The next day the three of us drove to the Gold Coast, about an hour from Brisbane, to catch up with a relative and her family who we had not seen for many years. The day was extremely happy – I don’t know how we let time slip by without contact. I guess life is hectic all round and we really should take time out to remember the important things, like keeping in touch with family.

In between all this, another package of fabric arrived from the States, and it was all the inspiration I needed to get cracking on the quilt which I have to have completed by early November. There are 56 pieces in each block, so you can appreciate my panic. One block is completed and up on my design wall. Well … at least it’s a start.

Somewhere in the last week I managed to make some outfits from the fabric I had been drooling over since its arrival a few days earlier.

My son sent us an email yesterday, telling of the latest adventures of their just-turned-two-year-old. From the time she was a baby she has been She the Adventuress, climbing precariously up onto furniture way before she could walk.

Apparently Matt caught her teaching her older brother and sister how to climb the chest of drawers. When Matt walked in she covered her mouth and went, “Oh oh!”, turned to the other two and said, “Run away! Quickly!” before turning to her father with her big eyes and saying, “Daddy! Hold me!” What a girl.

Tuesday, 9 September 2008

Happy Two

THE PAST FEW DAYS have produced two happy events. The first involved the arrival of fabric (always a gleeful event) and the second involved a grandchild's birthday celebration.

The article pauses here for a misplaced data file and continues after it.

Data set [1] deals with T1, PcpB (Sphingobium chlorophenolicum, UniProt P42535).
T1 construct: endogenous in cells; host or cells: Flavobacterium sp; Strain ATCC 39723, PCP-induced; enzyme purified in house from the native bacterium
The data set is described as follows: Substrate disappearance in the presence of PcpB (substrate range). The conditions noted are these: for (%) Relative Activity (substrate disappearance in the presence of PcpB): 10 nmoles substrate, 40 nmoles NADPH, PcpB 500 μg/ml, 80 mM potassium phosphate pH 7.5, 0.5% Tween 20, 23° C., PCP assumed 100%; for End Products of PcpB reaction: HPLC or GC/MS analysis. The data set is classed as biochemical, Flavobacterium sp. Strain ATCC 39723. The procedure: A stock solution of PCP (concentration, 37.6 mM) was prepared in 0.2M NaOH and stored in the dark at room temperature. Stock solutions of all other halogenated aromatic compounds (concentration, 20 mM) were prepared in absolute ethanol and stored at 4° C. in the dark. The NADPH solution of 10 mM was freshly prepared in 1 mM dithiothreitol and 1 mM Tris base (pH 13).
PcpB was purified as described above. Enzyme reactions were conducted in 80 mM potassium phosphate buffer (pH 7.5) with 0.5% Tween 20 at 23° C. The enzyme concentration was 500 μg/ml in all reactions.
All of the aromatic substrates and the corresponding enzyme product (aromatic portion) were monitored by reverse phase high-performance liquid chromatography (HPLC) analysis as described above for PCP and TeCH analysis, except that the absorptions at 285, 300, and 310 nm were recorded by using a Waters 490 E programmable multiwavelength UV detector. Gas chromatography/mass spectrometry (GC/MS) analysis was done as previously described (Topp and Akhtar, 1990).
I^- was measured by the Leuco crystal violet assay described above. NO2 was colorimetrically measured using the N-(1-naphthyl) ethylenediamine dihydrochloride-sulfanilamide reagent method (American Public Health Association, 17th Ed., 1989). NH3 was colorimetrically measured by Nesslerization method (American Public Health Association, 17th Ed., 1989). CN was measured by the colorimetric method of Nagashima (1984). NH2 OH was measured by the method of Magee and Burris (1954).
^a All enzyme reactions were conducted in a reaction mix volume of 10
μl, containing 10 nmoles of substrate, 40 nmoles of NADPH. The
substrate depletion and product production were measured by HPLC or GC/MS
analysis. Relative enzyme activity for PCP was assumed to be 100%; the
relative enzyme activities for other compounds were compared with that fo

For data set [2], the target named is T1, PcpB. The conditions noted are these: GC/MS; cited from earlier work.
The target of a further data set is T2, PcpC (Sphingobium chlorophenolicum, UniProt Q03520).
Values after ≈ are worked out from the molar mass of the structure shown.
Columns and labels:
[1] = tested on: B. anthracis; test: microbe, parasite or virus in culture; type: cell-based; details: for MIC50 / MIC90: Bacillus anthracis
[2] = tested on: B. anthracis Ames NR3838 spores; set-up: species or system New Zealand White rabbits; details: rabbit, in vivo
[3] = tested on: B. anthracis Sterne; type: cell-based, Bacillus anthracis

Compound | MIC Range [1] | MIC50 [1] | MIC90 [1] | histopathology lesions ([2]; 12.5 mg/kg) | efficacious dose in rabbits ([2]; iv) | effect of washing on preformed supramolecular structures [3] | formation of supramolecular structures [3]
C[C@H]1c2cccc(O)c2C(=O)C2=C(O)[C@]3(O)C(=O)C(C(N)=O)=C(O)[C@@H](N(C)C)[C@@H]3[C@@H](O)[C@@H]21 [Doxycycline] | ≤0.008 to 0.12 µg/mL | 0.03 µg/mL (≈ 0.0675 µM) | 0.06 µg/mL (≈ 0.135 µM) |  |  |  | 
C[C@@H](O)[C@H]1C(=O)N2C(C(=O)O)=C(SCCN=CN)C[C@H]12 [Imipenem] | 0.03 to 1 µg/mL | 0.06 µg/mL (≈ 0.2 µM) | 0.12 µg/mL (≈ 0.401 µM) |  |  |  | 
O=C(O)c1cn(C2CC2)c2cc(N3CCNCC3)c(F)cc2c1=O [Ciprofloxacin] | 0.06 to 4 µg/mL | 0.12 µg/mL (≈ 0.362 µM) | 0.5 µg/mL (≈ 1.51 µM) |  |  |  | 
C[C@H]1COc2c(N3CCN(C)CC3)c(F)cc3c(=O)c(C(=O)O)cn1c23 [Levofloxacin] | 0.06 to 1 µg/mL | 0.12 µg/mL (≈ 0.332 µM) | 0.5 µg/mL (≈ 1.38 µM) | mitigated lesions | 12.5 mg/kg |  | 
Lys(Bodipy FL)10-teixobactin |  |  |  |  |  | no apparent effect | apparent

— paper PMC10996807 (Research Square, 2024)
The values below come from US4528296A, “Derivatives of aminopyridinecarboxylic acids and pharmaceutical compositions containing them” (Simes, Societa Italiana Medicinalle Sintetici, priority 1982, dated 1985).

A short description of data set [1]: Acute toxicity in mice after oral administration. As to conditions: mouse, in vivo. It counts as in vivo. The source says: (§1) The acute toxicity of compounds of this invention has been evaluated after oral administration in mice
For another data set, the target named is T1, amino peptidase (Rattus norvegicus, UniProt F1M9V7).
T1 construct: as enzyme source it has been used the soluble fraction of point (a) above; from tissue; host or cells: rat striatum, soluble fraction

Fabric Day was rainy and windy, the last remnants of a cold winter (well, cold for us living in sub-tropical Brisbane). After waiting impatiently for the expected parcel to arrive in my post box for several days, finally there it was. This lovely package arrived from Charlie of Fabric Supplies (, my favourite fabric supplier. The collection is Sandi Henderson's Farmer's Market designs and I absolutely fell in love with them at first sight.

After the usual drooling, I washed and ironed the stash and am in the process of planning some pretty outfits for little girls. Oh, I don't want to cut into this gorgeous fabric, but I know I must!

The second, and much, much more important event was the celebration of our youngest granddaughter's birthday. She turned two on 4 September (ever to be known as the day Steve Irwin died - bummer!) and she generously brought her family to visit us for lunch on Sunday. It was a double celebration, being Father's Day, so we had three generations to cheer on - husband, son and granddaughter.

Birthday Girl ripped her way through the pink and orange tissue paper wrapped gifts and immediately fell in love with her very own beads, made by my good friend Joy (who can be seen riding a fire engine in my last post).

While the beads were getting all the attention, Hat Boy quietly sneaked away to play with one of his little sister's other gifts.

Enter Miss Red on the scene. After a bit of snatch and grab, we soon have a full-blown drama on our hands.

After Dad has a few gentle words, peace descends once again. Miss Red has made the trembling lip an art form, but she can't resist Hat Boy's charms.

Meanwhile, Birthday Girl is still captivated by her beads and has no idea that her other gifts have caused battles. Time for the party food.

Hat Boy likes to leave the chocolate icing to the last - shades of my childhood! After a squashy cheeks hug from Grandad, it was time to get the little folk home. A perfect day.

Oh, and to top my week I received a lovely award from Pixie Kisses ( I am humbled and delighted at the same time, so please take a look at Pixie Kisses - it's a lovely blog.